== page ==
UK insurers seek to head off criticism over annuities
LONDON (Reuters) - Britain's insurers have pledged to help pension savers find the best deal for their retirement, following criticism they have not always done so in the past and the launch of a review by regulators.
The Association of British Insurers (ABI), whose 350 members run some of Britain's biggest pension schemes, said on Tuesday its members had all signed up to the new "ABI Code of Conduct on Retirement Choices".
The code requires insurers to spell out options for buying an annuity - which converts pension savings into retirement income - up to two years before an individual retires.
Britain's Financial Services Authority said in January it would review whether people who buy an annuity directly from a pension provider pay more than those who shop around.
ABI members will contact people approaching retirement with details on how to combine small pension pots, the different ways to take retirement income, and protecting against inflation.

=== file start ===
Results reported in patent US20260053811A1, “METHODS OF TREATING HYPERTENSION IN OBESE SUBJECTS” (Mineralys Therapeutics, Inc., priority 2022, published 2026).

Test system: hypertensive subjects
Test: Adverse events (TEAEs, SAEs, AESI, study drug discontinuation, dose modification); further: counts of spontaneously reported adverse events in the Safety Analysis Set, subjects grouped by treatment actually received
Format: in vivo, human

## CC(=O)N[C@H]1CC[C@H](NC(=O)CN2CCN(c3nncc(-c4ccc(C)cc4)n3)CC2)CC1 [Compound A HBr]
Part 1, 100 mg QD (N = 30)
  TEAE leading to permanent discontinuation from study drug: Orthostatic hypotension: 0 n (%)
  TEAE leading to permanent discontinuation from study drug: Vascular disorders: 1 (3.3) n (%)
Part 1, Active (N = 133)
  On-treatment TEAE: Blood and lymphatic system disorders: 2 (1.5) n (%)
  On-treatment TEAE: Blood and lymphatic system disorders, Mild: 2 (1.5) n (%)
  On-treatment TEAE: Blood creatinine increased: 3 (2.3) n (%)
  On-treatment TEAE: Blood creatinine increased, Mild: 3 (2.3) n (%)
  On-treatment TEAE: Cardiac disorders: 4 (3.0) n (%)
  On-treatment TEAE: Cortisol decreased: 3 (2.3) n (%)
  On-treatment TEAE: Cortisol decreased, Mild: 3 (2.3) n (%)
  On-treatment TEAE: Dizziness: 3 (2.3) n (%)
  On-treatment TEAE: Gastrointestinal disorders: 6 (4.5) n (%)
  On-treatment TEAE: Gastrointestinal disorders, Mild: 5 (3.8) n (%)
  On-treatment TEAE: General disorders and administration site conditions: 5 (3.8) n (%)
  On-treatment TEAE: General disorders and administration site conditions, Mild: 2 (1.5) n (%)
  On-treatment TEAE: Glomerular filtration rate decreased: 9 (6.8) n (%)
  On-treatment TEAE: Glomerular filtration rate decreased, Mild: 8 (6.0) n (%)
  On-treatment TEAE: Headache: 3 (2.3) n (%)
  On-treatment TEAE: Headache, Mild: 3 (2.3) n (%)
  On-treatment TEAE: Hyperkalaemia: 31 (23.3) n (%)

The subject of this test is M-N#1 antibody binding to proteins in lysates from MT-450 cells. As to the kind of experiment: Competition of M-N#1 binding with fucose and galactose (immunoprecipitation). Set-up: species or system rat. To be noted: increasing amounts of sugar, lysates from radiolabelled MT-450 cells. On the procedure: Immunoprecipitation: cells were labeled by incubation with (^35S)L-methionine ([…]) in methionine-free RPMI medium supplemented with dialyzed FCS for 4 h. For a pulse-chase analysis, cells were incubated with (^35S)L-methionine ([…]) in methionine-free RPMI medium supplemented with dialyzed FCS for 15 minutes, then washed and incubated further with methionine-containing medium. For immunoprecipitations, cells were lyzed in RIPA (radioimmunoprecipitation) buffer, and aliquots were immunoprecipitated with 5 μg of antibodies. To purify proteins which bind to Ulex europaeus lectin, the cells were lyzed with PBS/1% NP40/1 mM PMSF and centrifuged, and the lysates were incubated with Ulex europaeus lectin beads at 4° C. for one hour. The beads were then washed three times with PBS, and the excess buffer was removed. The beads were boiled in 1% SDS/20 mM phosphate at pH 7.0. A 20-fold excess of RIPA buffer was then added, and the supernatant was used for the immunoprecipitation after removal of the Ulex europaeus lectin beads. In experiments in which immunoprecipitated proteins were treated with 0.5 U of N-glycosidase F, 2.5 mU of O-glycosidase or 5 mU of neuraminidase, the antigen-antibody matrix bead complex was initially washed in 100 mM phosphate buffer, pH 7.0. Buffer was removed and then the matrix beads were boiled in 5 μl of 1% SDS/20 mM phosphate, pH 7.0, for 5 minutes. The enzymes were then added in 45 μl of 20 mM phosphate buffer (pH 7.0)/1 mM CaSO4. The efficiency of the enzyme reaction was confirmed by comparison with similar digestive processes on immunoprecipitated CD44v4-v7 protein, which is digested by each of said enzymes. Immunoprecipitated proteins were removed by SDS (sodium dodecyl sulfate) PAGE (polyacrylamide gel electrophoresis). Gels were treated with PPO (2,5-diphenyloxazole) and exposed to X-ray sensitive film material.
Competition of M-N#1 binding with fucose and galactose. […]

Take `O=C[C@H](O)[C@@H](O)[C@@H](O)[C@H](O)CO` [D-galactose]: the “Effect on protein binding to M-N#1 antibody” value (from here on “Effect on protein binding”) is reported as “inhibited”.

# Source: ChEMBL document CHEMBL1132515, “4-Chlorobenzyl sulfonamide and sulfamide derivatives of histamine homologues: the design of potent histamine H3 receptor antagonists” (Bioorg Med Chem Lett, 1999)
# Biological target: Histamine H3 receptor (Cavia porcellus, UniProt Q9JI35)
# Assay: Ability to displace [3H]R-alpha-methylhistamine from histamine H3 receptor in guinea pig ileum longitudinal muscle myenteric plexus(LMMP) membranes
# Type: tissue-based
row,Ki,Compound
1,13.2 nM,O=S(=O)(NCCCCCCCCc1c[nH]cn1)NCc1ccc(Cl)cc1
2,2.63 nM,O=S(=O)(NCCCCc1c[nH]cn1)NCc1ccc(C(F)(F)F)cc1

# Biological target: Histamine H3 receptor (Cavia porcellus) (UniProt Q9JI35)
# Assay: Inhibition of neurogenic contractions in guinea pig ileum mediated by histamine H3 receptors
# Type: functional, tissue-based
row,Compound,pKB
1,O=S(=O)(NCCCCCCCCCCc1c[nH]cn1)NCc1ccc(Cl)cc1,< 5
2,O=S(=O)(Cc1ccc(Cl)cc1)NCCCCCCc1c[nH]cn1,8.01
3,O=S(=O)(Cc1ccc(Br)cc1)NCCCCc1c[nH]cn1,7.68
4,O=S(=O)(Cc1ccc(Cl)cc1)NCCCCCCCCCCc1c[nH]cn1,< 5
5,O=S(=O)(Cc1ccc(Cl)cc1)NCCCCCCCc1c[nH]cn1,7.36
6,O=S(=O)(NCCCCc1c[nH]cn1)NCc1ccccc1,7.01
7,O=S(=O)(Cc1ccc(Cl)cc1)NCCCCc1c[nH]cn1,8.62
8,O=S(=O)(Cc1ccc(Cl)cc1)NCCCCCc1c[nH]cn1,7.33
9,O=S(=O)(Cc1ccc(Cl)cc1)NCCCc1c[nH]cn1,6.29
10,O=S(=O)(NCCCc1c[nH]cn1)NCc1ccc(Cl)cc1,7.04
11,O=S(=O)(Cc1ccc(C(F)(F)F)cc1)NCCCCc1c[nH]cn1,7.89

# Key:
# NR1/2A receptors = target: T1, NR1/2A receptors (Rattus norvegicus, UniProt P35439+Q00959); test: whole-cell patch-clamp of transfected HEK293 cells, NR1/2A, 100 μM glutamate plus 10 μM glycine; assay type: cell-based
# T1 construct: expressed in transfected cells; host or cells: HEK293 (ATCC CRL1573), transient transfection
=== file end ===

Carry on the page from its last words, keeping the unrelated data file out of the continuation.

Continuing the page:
UK insurers have been accused of failing to tell customers that they can shop around for better value annuities from rivals - which in some cases can pay over 15 percent more income for life.
There is an income gap of up to 16.2 percent between the most and least competitive annuities currently available for 65 year-old retirees, financial data firm Moneyfacts said.
The ABI's code comes amid a prolonged decline in average annuity incomes as insurers pass on a drop in the returns they make on their investments in government bonds.
But independent annuity advisers Annuity Direct say the ABI's code is not strong enough to protect consumers or encourage shopping around.
"The Code plans to send information to consumers that are superfluous, confusing and unhelpful," Alan Highman, chairman of Annuity Direct, said in a statement.
The ABI has beefed up its scrutiny of pension and insurance organisations, such as Aviva (AV.L), Axa (AXAF.PA) and Prudential (PRU.L).
In January, it drew up an agreement that would force its members to reveal fees and charges taken from employees' retirement savings. (Reporting by Sarah Mortimer; Editing by Mark Potter)
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